Warning: True Southern Belles should avert your eyes. Things could get ugly up in here.
I have ugly hands. All you hand models out there? God love ya. I could never be a hand model. I used to think I had normal hands. Pretty hands, even.
Now? I have no idea what happened. My hands are oddly shaped, with square and chubby palms. They’re giant man-hands. For some reason, no matter how hard I scrub, the knuckle skin looks like I haven’t washed it since last year. I promise you, I’ve scrubbed them dozens of times today alone with industrial soap that has little pieces of who knows what in it, specifically designed to make your hands clean. Some days I remember nail polish. The other 364 days of the year? Just waitin’ for the last of it to chip off before I go for the annual paint job.
((In fairness, I do love the new gel nails. I’ve done them before, but that was when “town” was five minutes away not 35, and when heading to town was a normal every day event, not a scheduled weekly adventure that the entire family needs to go on. Translation: the other family members do not want to sit in the car for an hour during “Town Tuesday” while mama gets her tips done.))
Last weekend, LH and I decided that while the boys were away at Cub Scouts, we would snuggle on the couch, watch The Parent Trap (circa 1961), and paint designs on our nails. Ladybugs for her. Flowers for me.
They were pretty!
Then I washed two loads of dishes, cooked five meals and a cake, and washed six loads of laundry.
This week was the last week of 3rd grade AWANA. I had volunteered to help the first week, and ended up being their leader/teacher. Sweet. Eight to ten girls and boys each Wednesday night, full of energy, excitement, and countless rounds of, “Mrs. Karen, can I go to the bathroom?”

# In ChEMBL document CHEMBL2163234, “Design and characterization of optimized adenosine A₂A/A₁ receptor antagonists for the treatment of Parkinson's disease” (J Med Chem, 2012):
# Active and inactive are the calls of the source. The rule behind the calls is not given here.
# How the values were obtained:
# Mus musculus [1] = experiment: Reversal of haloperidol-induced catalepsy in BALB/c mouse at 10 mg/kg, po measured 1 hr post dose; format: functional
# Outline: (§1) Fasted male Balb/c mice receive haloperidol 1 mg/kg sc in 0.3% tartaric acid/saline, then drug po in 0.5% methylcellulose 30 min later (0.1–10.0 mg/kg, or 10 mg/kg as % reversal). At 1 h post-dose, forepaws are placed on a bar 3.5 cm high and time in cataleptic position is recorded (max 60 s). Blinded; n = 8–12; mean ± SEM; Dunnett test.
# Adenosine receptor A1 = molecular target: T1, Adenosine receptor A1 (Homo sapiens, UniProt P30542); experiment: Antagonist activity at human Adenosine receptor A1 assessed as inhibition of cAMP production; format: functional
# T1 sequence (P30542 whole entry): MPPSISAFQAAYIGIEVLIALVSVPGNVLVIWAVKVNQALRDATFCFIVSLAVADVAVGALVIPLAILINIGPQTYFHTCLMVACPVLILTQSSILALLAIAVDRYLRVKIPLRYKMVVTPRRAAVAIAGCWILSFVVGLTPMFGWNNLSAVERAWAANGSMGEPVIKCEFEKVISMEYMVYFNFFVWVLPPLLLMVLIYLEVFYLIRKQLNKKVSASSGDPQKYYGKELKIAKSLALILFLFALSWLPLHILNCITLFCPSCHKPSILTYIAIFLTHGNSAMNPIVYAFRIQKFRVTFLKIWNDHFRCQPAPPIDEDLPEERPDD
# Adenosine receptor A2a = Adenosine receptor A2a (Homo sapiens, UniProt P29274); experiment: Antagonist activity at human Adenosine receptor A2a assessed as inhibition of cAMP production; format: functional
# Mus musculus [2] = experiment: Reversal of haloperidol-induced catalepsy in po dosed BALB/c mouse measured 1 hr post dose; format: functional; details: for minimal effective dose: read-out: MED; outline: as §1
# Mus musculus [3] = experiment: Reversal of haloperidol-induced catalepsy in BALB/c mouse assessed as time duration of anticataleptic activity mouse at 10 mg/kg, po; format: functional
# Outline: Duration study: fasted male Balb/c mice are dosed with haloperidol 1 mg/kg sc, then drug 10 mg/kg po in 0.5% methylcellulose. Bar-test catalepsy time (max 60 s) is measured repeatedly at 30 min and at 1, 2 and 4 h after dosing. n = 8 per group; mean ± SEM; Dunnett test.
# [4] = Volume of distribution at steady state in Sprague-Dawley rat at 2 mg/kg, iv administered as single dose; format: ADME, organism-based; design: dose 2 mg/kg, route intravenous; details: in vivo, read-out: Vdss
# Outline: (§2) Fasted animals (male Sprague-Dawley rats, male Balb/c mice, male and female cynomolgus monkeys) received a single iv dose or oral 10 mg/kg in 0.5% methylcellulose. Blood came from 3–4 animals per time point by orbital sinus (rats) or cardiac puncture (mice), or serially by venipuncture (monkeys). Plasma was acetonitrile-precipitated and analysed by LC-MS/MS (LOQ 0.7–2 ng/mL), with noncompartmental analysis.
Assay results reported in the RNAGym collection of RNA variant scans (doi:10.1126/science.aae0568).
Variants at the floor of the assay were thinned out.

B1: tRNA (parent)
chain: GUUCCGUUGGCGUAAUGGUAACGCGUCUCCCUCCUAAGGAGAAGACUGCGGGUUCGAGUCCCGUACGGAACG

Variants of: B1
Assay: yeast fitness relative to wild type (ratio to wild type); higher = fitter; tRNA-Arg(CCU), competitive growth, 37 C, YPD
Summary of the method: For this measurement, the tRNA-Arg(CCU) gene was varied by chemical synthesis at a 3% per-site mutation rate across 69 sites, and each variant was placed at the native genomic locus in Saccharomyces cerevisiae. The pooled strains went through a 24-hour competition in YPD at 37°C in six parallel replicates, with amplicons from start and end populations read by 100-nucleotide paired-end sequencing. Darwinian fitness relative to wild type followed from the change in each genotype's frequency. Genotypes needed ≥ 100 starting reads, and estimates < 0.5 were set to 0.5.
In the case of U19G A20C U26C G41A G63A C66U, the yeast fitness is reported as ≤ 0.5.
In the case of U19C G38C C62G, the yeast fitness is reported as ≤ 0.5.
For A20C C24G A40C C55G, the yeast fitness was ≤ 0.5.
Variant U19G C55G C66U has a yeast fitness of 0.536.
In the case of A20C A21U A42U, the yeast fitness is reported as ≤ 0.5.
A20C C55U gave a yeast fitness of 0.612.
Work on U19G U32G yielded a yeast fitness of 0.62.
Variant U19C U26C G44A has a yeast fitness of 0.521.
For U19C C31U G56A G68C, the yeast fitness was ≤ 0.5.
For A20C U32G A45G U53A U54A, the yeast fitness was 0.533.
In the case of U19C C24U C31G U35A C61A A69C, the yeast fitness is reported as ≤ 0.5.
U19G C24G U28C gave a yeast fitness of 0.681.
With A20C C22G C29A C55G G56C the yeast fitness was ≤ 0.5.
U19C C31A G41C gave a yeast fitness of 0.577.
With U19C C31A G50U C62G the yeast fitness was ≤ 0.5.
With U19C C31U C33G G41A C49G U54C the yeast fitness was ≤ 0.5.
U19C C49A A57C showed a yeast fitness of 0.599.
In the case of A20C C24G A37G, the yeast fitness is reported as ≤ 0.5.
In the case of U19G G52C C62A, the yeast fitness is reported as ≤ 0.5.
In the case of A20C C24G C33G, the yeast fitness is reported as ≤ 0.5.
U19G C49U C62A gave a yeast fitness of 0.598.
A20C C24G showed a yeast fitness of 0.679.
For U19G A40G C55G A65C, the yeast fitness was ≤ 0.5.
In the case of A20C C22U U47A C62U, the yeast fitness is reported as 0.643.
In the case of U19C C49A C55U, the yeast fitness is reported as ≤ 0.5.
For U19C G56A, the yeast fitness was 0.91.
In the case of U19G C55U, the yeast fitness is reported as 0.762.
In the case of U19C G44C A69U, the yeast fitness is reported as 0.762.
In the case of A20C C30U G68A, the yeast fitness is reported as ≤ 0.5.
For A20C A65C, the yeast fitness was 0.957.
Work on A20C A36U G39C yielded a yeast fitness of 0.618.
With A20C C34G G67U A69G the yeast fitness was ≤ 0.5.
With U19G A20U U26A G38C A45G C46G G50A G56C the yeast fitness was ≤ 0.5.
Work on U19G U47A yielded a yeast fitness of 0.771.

There were themed nights every now and then. Glow in the dark night. Crazy hair night. Duct tape night. Shades night.
Last night was THE last night for the year. It has been a great, whirlwind year. As we all piled back in the sanctuary at the end of the night, LH pulls at my hand and starts writing. I’ll admit, I totally thought an “I Love You” was in process.
Nope. It was I ♡ God.
And right after him? A sweaty LM comes running up and writes this on the palm of the same hand.
You were a great teacher.
They don’t see the chipped nail polish. Or the wrinkles. Or those stupid knuckles. They see the things that are more important. Hands that drove them to AWANA each week, opened their handbooks each week, held hands on the way to church supper, flipped through the Bible to look up verses, and rubbed their shoulders during sanctuary time. They see the things that were way more important than how my polish job is holding up.
So if you see a mama this Mother’s Day without perfect nails and toes, with messy hair, or a wrinkly, dirty shirt on Sunday morning, look past those things and see her the way her children do.
Beautiful, paint chips and all.
Cheering for you,
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